1. Neural

    Neural Member

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    Character details, and reader's memory

    Discussion in 'Character Development' started by Neural, Nov 8, 2016.

    If someone is writing a story that involves a character who is "elven" in appearance, they can go through and describe them, but due to common use in so many areas, the author pretty much gets a free ride when it comes to educating the readers on what the characters physical appearances are. Specifically, if you ask a bunch of people how elven folk look different from humans, a good number are going to say something to the effect of "pointy ears".

    What if your character has unique features like that, but is not an elf, dwarf, or other "common" fantasy species? How often do you need to remind your readers that your character's species only has 4 fingers on each hand? It's not exactly a crucial detail, unless your story is about how they learn to play piano or something, but it's still something that sets them apart from others.

    Due to my experience with MMORPG's, virtual worlds, and good old table top D&D, I have some favorites I like to work with. "Neko" are definitely my #1 (human form, with cat ears and cat tail), but there are other variants of the human form that I have tinkered with.

    So how often do you insert bits and pieces to remind someone that the character they are reading about is not 100% generic human?
    Is it even worth it to *try* and write this sort of character for a wider audience?
     
  2. U.G. Ridley

    U.G. Ridley I'm a wizard, Hagrid

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    If you are writing from the perspective of a normal human, then it will be a lot more natural for the narrator to mention the physical features he/she sees, especially if they are new/unusual to him. If you're writing from the perspective of a character who is of the strange-looking species, then it will feel really unnatural if you mention his looks too much. In the case of a species with cat ears and tail, you can definitely find lots of subtle ways to mention it. For example, if the cat-human hears something, he might flick his ear in the direction of the sound. That will automatically remind the reader that he doesn't have normal ears. Or your character might have a tendency to move his tail a certain way if he's feeling angry or happy. Basically, you should try to use the character's unique features to express something other than just his looks, unless, of course, it is an introductory scene or something similar.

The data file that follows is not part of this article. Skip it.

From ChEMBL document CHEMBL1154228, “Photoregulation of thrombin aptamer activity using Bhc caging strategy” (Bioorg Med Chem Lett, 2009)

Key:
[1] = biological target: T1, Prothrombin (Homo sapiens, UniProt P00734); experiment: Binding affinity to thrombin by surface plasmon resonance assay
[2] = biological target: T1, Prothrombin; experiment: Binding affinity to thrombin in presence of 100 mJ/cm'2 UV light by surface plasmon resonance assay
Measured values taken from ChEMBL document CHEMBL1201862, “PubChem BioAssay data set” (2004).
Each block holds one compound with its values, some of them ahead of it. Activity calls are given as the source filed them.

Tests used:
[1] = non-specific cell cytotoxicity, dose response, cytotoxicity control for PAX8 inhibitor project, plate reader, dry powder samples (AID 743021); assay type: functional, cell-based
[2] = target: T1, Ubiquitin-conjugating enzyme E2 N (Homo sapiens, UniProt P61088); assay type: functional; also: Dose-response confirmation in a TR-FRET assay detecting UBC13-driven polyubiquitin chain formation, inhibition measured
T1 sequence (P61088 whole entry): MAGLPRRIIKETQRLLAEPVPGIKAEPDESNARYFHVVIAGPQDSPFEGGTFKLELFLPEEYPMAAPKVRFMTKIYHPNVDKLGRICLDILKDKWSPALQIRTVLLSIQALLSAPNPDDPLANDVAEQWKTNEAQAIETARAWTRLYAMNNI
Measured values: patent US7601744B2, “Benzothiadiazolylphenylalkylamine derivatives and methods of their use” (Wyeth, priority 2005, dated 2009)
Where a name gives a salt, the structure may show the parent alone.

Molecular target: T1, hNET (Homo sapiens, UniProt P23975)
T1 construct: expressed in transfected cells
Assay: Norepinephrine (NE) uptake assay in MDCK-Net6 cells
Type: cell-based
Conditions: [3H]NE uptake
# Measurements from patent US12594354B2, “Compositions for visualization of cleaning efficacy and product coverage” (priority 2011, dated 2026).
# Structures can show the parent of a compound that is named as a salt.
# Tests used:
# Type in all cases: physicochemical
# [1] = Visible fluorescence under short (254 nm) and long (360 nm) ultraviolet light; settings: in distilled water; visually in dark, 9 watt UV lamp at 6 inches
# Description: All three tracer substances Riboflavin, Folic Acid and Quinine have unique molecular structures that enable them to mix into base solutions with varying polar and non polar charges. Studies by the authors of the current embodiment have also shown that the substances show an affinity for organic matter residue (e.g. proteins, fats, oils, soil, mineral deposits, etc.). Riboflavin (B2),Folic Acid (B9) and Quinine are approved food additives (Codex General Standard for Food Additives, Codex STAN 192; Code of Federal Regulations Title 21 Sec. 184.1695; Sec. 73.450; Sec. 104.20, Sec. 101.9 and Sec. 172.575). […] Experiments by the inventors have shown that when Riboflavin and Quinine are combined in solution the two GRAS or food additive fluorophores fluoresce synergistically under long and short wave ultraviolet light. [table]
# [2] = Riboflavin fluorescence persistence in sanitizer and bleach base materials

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  3. Lemie

    Lemie Contributor Contributor

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    I'd agree with U.G. Ridley, it would depend on the perspective.

    If it's weird for the narrator, then it will be pointed out. If it's normal for them (as in, it's their own race looking like that), then it would seem weird to make a big deal out of it. If the person is the only one among the character with these traits, then there might be insecurity or pride it it which could be used (are they always wearing a hat to hide those ears, or something to show them off?). I think the main deal is to mention it as subtle as possible, and not trying to force it in to your readers heads.

    In either way, if it is the MC or someone worth remembering, I think it's easier for them to remember the weird things. That would mean that you probably won't repeat it a lot because THEY HAVE CAT EARS (for example) that is not a thing you forget. Though, it still doesn't hurt to mention it subtly anyway, as you would mention someones leg there was a reason to do it (no examples ;)) but, as mentioned above, no overdoing it.
     
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  4. Neural

    Neural Member

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    That makes sense. :)

    Thanks! :)
     
  5. Evian

    Evian Banned

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    As someone who read a lot of fantasy, I feel that you are making the common mistake of underestimating your readers. You don't actually need to remind them about the physical attributes of your characters very often. You need one good description, normally when that character/race is introduced or whenever they interact with a new character, from then on, just write in the movements/limitations of the character, tail twitches, ear wiggles, head turns, in ability to pick certain things up as you would with any human character.

    Going back to the description of the character to often can weigh down a story and it can be very repetitive. Especially if you do a detailed description of the non-human elements.
     

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